An example of tailored implementation of the SDR agenda is to be found in some of the latest international investment agreements and, more specifically, in the EU-Canada Comprehensive Economic and Trade Agreement (CETA). Instead of entirely excluding sovereign debt from the definition of covered investments (such as in the model India BIT (article 1.7) or the model Colombia BIT (article 2.1)), the specificity of CETA lies in the choice to exclude only the admissibility of investment arbitration claims when it involves “a restructuring of debt of a party” (See Annex 8-B of CETA).
Interestingly, the text of CETA shows that both parties have adequately drawn the lessons from the unfortunate experiences of both the Greek and Argentinean SDRs, so as to prevent holdout litigation through investment claims disrupting sovereign restructurings. Annex 8-B indeed provides that a “negotiated restructuring” is defined as “(a) a modification or amendment of debt instruments, as provided for under their terms” (e.g. through CACs), “including their governing law” (e.g. through retroactive CACs like in the Greek case) or “(b) a debt exchange or other similar process in which the holders of no less than 75 per cent of the aggregate principal amount of the outstanding debt subject to restructuring have consented to such debt exchange or other process” (e.g. in the absence of CACs like in the Argentinean case). Annex 8-B nonetheless provides that claims based on SDRs are admissible in case of violation of national treatment or most favoured nation treatment, thereby implementing the principle of equitable treatment that “imposes on States the duty to refrain from arbitrarily discriminating among creditors” (UNGA Basic Principles on Sovereign Debt Restructuring Processes, Principle 5).
Adverse effects on sovereign immunity
The UK anti-vulture funds legislation is an example of an incomplete but still useful implementation of SDR agenda in domestic law while CETA provides an example of a tailored implementation in an international agreement. It should nonetheless be noted that taking into account SDR imperatives also requires a careful analysis and, more particularly, an assessment as to whether such an approach does not more generally affect the legal framework applicable to situations that have no nexus with sovereign insolvency. In that respect, the issue of sovereign immunity is particularly telling. Immunity from execution is an efficient tool to block holdout litigation. In that respect, the UNGA Basic Principles provide that “sovereign immunity from jurisdiction and execution regarding sovereign debt restructurings is a right of States before foreign domestic courts and exceptions should be restrictively interpreted” (Principle 9). Likewise, The UNCTAD Roadmap includes several similar references (see pp. 5, 58, 59).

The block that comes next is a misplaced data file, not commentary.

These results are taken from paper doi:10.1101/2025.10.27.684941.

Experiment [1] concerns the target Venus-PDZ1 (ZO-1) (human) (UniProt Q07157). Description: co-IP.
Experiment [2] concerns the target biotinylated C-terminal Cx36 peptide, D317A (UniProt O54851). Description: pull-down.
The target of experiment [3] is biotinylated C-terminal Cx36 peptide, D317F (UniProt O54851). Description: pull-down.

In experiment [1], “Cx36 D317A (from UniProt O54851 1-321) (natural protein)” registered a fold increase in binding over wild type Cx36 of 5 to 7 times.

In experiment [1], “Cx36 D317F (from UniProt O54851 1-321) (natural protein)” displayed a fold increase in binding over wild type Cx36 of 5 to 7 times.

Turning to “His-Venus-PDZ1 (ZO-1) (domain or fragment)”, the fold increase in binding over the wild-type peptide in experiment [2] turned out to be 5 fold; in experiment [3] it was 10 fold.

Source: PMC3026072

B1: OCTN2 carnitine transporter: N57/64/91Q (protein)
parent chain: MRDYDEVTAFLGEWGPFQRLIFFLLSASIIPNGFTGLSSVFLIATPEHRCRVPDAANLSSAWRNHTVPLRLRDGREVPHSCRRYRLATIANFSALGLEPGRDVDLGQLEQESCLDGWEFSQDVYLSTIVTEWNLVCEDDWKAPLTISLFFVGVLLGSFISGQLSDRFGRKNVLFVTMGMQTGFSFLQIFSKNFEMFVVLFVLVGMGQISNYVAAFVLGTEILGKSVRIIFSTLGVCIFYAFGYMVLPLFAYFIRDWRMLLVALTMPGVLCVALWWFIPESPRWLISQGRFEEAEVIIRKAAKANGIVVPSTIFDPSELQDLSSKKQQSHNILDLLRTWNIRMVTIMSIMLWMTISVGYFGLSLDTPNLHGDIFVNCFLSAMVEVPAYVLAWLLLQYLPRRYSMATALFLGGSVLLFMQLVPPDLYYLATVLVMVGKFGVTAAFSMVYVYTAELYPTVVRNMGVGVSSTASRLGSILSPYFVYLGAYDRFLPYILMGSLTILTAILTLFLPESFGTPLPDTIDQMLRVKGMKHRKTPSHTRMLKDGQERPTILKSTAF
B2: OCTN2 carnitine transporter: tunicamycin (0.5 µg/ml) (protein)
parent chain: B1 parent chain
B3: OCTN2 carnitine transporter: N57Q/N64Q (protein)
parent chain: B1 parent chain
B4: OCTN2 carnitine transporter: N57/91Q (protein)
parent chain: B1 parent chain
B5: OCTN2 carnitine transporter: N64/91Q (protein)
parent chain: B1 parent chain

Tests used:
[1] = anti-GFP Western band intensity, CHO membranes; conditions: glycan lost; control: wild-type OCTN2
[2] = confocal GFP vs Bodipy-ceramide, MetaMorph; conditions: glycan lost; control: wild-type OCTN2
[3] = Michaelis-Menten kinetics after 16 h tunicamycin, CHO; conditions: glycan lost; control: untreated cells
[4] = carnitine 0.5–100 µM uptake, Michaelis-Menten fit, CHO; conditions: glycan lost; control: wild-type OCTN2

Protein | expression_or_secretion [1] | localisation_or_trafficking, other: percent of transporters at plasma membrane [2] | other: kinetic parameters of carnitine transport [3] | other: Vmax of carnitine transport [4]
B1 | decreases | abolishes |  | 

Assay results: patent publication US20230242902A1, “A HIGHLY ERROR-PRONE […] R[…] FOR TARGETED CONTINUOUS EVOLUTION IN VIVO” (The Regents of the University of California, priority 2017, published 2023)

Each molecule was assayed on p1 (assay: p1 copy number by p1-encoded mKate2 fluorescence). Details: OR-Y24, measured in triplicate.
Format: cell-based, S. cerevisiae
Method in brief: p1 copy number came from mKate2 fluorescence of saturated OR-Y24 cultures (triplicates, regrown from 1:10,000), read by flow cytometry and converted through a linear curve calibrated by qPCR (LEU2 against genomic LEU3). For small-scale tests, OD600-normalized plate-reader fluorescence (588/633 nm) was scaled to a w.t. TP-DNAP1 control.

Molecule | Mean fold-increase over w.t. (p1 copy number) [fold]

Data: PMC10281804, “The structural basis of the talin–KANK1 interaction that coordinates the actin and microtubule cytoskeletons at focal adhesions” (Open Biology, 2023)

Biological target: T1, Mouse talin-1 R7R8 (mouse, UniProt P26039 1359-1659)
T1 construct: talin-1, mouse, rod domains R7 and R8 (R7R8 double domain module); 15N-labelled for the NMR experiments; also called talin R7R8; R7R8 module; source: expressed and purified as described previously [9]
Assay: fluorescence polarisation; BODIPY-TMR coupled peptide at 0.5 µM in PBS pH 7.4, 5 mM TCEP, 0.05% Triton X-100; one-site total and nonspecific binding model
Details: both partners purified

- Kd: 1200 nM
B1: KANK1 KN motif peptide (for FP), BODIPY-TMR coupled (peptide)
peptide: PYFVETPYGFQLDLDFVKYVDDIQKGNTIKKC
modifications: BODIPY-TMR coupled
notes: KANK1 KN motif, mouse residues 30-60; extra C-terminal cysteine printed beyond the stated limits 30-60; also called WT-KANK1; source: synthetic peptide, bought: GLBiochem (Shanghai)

When assessing the legality of enforcement measures sought by holdout creditors in the past years, some domestic courts have interpreted very restrictively customary rules of sovereign immunity so as to prevent the seizure of state property. It was for instance the case in France and Belgium where supreme courts considered that the way in which the waiver of immunity of execution included in Argentinean bonds was drafted did not allow for the seizure of assets (see here my analysis of NML v. Argentina before French courts). Without going into the technical details, it is worth pointing out that domestic courts did not take into consideration the existence of holdout creditors. They have rather developed new restrictive standards governing foreign sovereign immunity applicable to all enforcement measures, including those related to other types of liabilities such as arbitral awards, damages for torts or compensation to be paid to embassy employees.
Holdout litigation has played a significant role in the evolution of the rules of sovereign immunity – recalling in some jurisdictions the doctrine of absolute immunity prevalent a century ago – even when they are applied in cases not involving sovereign debt. The suggested incremental approach to SDRs should therefore duly take into consideration the adverse effects that it might more broadly have on general international law.
Régis Bismuth is Professor of Law at Sciences Po Law School (Paris).
Cite as: Régis Bismuth, “Setting the Scope of and the Limits to the Incremental Approach to Sovereign Debt Restructurings”, Völkerrechtsblog, 25 January 2017, DOI: 10.17176/20170206-015411.